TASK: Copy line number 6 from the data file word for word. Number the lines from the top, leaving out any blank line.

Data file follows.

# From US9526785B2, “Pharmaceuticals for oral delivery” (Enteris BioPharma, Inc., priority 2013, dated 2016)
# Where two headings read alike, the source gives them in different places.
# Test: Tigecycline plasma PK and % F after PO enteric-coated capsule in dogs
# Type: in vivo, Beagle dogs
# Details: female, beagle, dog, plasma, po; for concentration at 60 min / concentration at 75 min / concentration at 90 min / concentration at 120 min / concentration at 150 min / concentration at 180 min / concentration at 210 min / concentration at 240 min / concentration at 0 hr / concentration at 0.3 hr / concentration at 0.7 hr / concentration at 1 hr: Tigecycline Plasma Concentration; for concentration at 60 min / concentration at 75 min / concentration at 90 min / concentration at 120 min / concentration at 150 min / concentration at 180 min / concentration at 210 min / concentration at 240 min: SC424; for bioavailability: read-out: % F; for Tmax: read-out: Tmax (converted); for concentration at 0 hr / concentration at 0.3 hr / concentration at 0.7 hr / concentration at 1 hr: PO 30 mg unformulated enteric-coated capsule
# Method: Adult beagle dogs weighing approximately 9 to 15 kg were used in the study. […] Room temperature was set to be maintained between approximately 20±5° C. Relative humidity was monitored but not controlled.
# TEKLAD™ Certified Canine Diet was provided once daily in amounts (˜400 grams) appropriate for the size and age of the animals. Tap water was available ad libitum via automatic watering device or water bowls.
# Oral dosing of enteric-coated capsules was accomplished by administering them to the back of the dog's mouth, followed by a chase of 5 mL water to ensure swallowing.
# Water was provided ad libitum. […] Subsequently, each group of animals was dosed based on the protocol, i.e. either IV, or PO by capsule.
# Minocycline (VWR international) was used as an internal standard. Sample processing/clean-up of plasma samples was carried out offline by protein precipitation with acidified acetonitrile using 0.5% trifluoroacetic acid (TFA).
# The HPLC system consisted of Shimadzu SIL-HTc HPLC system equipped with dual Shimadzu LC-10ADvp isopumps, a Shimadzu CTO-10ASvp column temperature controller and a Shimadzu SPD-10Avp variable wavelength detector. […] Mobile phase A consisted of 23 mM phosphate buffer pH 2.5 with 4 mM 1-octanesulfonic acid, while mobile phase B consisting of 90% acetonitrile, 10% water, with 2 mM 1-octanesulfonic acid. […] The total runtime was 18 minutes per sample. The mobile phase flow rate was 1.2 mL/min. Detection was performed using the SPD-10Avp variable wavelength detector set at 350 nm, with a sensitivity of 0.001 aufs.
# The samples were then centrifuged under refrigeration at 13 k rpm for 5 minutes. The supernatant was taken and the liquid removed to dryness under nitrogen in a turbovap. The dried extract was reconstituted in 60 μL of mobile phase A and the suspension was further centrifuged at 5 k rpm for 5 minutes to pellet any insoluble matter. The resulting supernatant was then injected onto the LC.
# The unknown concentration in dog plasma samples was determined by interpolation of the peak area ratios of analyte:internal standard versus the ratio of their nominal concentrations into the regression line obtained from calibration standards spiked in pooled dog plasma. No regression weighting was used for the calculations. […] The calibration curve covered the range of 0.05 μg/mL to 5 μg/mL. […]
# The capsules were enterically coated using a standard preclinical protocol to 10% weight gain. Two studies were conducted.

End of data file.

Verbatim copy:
# Method: Adult beagle dogs weighing approximately 9 to 15 kg were used in the study. […] Room temperature was set to be maintained between approximately 20±5° C. Relative humidity was monitored but not controlled.